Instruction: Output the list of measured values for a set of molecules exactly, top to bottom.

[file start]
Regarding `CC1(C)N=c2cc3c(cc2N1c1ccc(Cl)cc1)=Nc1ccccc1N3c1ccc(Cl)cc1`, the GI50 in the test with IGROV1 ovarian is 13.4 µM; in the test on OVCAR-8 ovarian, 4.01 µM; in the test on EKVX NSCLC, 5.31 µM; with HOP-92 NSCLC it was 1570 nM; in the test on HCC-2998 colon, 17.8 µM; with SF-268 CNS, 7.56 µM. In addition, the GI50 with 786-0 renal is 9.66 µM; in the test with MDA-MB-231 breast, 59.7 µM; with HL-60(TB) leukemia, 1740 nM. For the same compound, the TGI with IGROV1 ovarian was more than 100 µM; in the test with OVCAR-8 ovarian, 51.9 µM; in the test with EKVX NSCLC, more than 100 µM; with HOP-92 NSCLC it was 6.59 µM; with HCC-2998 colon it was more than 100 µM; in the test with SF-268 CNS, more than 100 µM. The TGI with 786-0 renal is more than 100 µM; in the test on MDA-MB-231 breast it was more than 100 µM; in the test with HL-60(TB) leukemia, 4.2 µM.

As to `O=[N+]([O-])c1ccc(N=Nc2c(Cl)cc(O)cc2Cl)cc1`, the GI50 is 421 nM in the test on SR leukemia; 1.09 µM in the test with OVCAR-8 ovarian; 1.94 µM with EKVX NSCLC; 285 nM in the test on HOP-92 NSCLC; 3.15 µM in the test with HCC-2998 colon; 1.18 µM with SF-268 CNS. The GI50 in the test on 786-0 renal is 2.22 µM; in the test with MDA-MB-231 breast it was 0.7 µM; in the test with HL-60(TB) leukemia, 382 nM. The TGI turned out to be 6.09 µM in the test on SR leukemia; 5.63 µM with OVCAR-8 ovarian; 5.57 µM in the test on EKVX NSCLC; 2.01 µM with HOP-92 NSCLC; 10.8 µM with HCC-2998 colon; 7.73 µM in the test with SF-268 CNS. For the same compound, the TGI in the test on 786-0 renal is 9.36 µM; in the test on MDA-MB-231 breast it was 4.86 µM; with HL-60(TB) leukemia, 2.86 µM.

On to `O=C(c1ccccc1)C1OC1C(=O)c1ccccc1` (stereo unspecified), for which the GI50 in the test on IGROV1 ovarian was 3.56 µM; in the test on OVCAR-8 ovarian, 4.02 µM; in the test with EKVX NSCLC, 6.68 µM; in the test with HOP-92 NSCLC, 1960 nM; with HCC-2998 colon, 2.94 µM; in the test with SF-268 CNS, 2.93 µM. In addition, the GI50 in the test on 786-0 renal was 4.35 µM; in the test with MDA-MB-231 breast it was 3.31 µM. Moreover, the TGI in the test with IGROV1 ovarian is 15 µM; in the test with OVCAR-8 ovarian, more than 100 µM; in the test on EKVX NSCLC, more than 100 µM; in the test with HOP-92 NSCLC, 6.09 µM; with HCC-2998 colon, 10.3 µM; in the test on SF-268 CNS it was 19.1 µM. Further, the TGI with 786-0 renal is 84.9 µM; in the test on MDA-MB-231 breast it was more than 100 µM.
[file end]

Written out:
Regarding `CC1(C)N=c2cc3c(cc2N1c1ccc(Cl)cc1)=Nc1ccccc1N3c1ccc(Cl)cc1`, the GI50 in the test with IGROV1 ovarian is 13.4 µM; in the test on OVCAR-8 ovarian, 4.01 µM; in the test on EKVX NSCLC, 5.31 µM; with HOP-92 NSCLC it was 1570 nM; in the test on HCC-2998 colon, 17.8 µM; with SF-268 CNS, 7.56 µM. In addition, the GI50 with 786-0 renal is 9.66 µM; in the test with MDA-MB-231 breast, 59.7 µM; with HL-60(TB) leukemia, 1740 nM. For the same compound, the TGI with IGROV1 ovarian was more than 100 µM; in the test with OVCAR-8 ovarian, 51.9 µM; in the test with EKVX NSCLC, more than 100 µM; with HOP-92 NSCLC it was 6.59 µM; with HCC-2998 colon it was more than 100 µM; in the test with SF-268 CNS, more than 100 µM. The TGI with 786-0 renal is more than 100 µM; in the test on MDA-MB-231 breast it was more than 100 µM; in the test with HL-60(TB) leukemia, 4.2 µM.

As to `O=[N+]([O-])c1ccc(N=Nc2c(Cl)cc(O)cc2Cl)cc1`, the GI50 is 421 nM in the test on SR leukemia; 1.09 µM in the test with OVCAR-8 ovarian; 1.94 µM with EKVX NSCLC; 285 nM in the test on HOP-92 NSCLC; 3.15 µM in the test with HCC-2998 colon; 1.18 µM with SF-268 CNS. The GI50 in the test on 786-0 renal is 2.22 µM; in the test with MDA-MB-231 breast it was 0.7 µM; in the test with HL-60(TB) leukemia, 382 nM. The TGI turned out to be 6.09 µM in the test on SR leukemia; 5.63 µM with OVCAR-8 ovarian; 5.57 µM in the test on EKVX NSCLC; 2.01 µM with HOP-92 NSCLC; 10.8 µM with HCC-2998 colon; 7.73 µM in the test with SF-268 CNS. For the same compound, the TGI in the test on 786-0 renal is 9.36 µM; in the test on MDA-MB-231 breast it was 4.86 µM; with HL-60(TB) leukemia, 2.86 µM.

On to `O=C(c1ccccc1)C1OC1C(=O)c1ccccc1` (stereo unspecified), for which the GI50 in the test on IGROV1 ovarian was 3.56 µM; in the test on OVCAR-8 ovarian, 4.02 µM; in the test with EKVX NSCLC, 6.68 µM; in the test with HOP-92 NSCLC, 1960 nM; with HCC-2998 colon, 2.94 µM; in the test with SF-268 CNS, 2.93 µM. In addition, the GI50 in the test on 786-0 renal was 4.35 µM; in the test with MDA-MB-231 breast it was 3.31 µM. Moreover, the TGI in the test with IGROV1 ovarian is 15 µM; in the test with OVCAR-8 ovarian, more than 100 µM; in the test on EKVX NSCLC, more than 100 µM; in the test with HOP-92 NSCLC, 6.09 µM; with HCC-2998 colon, 10.3 µM; in the test on SF-268 CNS it was 19.1 µM. Further, the TGI with 786-0 renal is 84.9 µM; in the test on MDA-MB-231 breast it was more than 100 µM.